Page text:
11 August, 2015

The LM386 Pixie challenge

The Pixie 2 is this minimal transceiver which I and many others have played around with and had lots of fun with. My 80 m version is shown below, but right now it is very popular with some incredibly cheap Chinese ones on sale on Ebay and other places.

The Pixie 2 uses the versatile LM386 amplifier for its audio output. I have shown previously on this blog how its gain can be boosted and how it can implement a CW filter, and also how the muting can be improved. However, during transmission, the LM386 just sits there idle, although it can be used to amplify a sidetone from an external oscillator.

But I'm sure the old 70's LM386 can do better than that. Despite its age, recently some pretty amazing uses of this chip have been demonstrated. It can be used as a regenerative receiver at least up to medium wave frequencies and it can also be used as an envelope detector/demodulator.

The LM386 challenge is this: Is is possible to implement a sidetone oscillator for the Pixie using only the LM386 with as few other components as possible? The output level needs to be controllable in order to make it comparable to that of the Pixie in the receiver mode.

The best data sheet for the LM386 seems to be the one for NJM386 from New Japan Radio Co. It is, as far as I know, the only one which shows the various muting circuits including the one using pin 7 which I have explored. It also shows the LM386 as an oscillator: both a sinusoidal and a square wave one.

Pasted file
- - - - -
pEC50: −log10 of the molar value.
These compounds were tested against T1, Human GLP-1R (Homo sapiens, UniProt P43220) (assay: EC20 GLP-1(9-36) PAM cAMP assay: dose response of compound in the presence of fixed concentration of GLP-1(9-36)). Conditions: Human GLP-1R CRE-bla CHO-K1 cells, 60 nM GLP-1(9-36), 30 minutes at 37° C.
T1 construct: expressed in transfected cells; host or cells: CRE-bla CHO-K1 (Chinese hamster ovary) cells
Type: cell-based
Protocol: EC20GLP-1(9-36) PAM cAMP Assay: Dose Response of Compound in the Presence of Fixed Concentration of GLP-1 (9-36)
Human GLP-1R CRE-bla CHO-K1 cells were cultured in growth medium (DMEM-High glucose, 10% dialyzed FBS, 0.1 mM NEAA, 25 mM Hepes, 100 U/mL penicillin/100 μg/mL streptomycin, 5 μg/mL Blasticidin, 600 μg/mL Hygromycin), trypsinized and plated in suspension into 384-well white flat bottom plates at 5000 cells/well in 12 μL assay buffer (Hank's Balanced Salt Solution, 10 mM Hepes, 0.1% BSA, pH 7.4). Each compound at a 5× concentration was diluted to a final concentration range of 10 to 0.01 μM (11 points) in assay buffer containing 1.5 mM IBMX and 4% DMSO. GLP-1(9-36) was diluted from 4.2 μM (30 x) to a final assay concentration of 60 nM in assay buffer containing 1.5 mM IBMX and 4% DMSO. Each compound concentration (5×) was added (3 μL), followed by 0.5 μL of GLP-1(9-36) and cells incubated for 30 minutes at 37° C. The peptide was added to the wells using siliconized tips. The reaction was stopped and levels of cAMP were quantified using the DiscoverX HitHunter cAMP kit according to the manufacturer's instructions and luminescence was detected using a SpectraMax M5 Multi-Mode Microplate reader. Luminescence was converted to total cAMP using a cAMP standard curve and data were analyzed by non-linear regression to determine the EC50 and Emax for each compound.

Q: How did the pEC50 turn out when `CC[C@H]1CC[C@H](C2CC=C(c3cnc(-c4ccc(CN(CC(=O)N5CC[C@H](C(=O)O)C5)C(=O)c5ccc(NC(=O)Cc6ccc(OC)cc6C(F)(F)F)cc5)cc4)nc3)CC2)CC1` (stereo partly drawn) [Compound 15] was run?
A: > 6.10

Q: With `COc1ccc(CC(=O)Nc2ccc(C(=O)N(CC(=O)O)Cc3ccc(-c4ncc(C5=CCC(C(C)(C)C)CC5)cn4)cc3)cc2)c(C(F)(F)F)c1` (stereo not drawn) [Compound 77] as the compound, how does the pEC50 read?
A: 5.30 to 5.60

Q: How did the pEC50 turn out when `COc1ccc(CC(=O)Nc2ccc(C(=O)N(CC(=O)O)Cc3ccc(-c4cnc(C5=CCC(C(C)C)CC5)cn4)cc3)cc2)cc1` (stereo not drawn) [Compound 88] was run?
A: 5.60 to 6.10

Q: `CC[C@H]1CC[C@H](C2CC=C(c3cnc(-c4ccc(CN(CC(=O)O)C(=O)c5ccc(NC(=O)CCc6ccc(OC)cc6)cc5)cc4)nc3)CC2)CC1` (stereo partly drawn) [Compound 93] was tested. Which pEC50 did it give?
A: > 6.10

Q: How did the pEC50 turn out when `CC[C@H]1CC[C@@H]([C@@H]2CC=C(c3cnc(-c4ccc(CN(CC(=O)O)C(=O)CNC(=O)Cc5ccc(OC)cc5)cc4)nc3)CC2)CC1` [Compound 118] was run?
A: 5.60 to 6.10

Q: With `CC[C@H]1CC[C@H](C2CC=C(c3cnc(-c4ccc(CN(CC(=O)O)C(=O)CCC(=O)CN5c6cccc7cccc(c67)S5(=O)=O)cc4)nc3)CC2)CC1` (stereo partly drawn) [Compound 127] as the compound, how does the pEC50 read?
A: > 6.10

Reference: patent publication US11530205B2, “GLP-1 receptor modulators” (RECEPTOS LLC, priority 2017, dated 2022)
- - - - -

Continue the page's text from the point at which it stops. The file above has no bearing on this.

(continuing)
In order for the LM386 to be useful as a sidetone oscillator, I believe that the oscillation must take place in the input circuitry. That seems to be the only way to ensure that the output doesn't come out at a blasting full rail-to-rail swing as in the square wave oscillator example in the data sheet.

By the way, the data sheet referred to above is also the basis for the improved Spice model for the LM386 that just was developed. It came partly as a response to my complaint over how poor the present one was. Maybe the new Spice model, developed by EasyEDA, could help solve the LM386 challenge?